Finally, the radiologist's identification of any pulmonary embolisms is compared with the computer's identification of any pulmonary embolisms to determine if there are any embolisms identified by the computer that were not identified by the radiologist.
These and other objects, features and advantages of the invention will be more readily apparent from the following Detailed Description in which:
To trace the pulmonary arteries and veins, the radiologist is provided with a set of CT sections of the pulmonary region. There may be up to 200 or so such sections. In the past, the sections would be recorded on film and the radiologist would trace the arteries and veins from one film image to another. To ensure that each vessel was traced, it was customary to mark off the vessels in each image as they were traced. With modern digital CT scanners, the CT image sections are digital images and it is efficient to display them on a computer display. In such an arrangement, the marking can be done by moving a cursor along the vessel being traced and clicking on a mouse when the cursor intercepts the image of the vessel being traced.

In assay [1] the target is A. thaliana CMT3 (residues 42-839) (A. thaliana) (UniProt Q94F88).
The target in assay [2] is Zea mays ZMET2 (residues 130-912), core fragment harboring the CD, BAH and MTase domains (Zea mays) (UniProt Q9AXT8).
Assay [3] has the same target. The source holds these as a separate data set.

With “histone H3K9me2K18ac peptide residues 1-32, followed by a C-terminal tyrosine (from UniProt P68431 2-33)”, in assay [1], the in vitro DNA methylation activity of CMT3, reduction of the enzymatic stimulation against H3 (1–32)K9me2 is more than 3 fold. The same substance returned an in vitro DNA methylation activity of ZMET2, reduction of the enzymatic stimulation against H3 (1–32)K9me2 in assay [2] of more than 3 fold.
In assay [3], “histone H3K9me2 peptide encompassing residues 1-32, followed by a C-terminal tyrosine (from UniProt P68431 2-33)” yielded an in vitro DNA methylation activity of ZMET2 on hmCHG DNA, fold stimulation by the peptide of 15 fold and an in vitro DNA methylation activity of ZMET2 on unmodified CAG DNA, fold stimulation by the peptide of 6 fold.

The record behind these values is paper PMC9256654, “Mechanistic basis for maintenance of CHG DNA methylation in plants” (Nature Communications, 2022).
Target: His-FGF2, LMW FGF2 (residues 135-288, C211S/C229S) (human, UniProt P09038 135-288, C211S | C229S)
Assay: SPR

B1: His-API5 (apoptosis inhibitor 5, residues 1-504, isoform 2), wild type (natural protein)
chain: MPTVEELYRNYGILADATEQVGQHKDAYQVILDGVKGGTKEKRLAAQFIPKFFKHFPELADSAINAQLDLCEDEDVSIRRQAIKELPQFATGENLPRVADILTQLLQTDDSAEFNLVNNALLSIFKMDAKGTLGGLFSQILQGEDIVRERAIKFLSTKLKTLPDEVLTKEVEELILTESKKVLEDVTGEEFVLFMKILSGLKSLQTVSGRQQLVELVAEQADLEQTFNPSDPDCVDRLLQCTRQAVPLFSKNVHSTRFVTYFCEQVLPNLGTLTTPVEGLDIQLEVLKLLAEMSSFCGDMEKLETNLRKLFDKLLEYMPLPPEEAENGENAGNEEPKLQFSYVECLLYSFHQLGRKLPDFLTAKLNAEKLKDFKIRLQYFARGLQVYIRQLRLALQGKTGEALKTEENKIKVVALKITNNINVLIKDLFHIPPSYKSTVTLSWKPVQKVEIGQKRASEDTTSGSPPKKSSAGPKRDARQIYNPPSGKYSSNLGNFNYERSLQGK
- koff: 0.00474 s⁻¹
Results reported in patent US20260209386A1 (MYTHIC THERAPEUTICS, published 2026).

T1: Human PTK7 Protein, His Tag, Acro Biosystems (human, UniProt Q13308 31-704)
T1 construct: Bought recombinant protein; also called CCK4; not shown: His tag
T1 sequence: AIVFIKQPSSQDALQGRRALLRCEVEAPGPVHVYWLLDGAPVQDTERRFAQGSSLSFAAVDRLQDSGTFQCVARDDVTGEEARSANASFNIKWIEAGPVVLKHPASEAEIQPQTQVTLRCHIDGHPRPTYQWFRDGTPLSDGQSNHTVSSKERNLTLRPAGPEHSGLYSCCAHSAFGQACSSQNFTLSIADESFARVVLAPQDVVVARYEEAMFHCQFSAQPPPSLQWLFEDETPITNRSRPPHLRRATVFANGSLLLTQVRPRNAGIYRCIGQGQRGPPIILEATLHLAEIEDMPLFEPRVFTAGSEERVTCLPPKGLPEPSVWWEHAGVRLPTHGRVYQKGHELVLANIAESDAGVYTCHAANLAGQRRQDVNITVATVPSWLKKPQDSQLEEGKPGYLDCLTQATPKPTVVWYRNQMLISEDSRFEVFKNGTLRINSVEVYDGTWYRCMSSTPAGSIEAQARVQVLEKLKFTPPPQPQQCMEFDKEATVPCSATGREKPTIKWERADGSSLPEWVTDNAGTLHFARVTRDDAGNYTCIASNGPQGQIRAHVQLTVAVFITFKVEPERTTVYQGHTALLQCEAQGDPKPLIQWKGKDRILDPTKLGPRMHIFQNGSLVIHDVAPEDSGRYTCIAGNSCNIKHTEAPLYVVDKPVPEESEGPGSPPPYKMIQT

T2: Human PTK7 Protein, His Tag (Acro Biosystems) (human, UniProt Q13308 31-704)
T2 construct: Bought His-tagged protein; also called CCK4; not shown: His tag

In tracing the arteries and veins, the radiologist normally works along these vessels moving from the lungs toward the heart. When the tracing effort reaches the region near the heart, the radiologist can usually determine from the relationship between the vessel and the heart whether the vessel is an artery or a vein and identifies the vessel accordingly. Alternatively, the vessel being traced merges with another vessel that has been previously identified as an artery or a vein and that identification is applied to the vessel being traced. By working along the vessel from the lungs toward the heart, the radiologist is able to follow a single vessel without having to keep track of the various vessels that branch off from it.
When the radiologist is provided with a series of CT images as represented by the set of